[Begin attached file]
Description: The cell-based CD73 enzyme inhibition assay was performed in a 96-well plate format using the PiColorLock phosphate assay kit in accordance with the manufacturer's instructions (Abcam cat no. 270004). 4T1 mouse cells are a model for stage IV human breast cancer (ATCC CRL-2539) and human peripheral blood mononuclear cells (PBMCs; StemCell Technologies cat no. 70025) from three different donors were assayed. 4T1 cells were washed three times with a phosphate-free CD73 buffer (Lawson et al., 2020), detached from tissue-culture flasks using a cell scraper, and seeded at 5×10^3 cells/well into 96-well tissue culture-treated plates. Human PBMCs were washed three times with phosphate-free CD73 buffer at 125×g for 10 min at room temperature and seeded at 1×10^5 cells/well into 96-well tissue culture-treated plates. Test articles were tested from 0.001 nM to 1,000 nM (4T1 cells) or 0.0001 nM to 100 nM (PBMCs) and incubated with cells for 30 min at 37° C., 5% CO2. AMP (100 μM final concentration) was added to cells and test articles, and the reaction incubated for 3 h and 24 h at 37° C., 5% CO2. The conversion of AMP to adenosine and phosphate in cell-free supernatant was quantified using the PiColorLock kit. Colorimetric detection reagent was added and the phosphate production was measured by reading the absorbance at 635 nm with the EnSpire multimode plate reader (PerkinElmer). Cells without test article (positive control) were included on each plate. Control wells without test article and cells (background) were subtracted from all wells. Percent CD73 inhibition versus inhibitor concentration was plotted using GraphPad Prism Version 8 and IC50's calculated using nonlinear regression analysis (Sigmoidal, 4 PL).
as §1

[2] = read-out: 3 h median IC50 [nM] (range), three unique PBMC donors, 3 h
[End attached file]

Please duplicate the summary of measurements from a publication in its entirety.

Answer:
Description: The cell-based CD73 enzyme inhibition assay was performed in a 96-well plate format using the PiColorLock phosphate assay kit in accordance with the manufacturer's instructions (Abcam cat no. 270004). 4T1 mouse cells are a model for stage IV human breast cancer (ATCC CRL-2539) and human peripheral blood mononuclear cells (PBMCs; StemCell Technologies cat no. 70025) from three different donors were assayed. 4T1 cells were washed three times with a phosphate-free CD73 buffer (Lawson et al., 2020), detached from tissue-culture flasks using a cell scraper, and seeded at 5×10^3 cells/well into 96-well tissue culture-treated plates. Human PBMCs were washed three times with phosphate-free CD73 buffer at 125×g for 10 min at room temperature and seeded at 1×10^5 cells/well into 96-well tissue culture-treated plates. Test articles were tested from 0.001 nM to 1,000 nM (4T1 cells) or 0.0001 nM to 100 nM (PBMCs) and incubated with cells for 30 min at 37° C., 5% CO2. AMP (100 μM final concentration) was added to cells and test articles, and the reaction incubated for 3 h and 24 h at 37° C., 5% CO2. The conversion of AMP to adenosine and phosphate in cell-free supernatant was quantified using the PiColorLock kit. Colorimetric detection reagent was added and the phosphate production was measured by reading the absorbance at 635 nm with the EnSpire multimode plate reader (PerkinElmer). Cells without test article (positive control) were included on each plate. Control wells without test article and cells (background) were subtracted from all wells. Percent CD73 inhibition versus inhibitor concentration was plotted using GraphPad Prism Version 8 and IC50's calculated using nonlinear regression analysis (Sigmoidal, 4 PL).
as §1

[2] = read-out: 3 h median IC50 [nM] (range), three unique PBMC donors, 3 h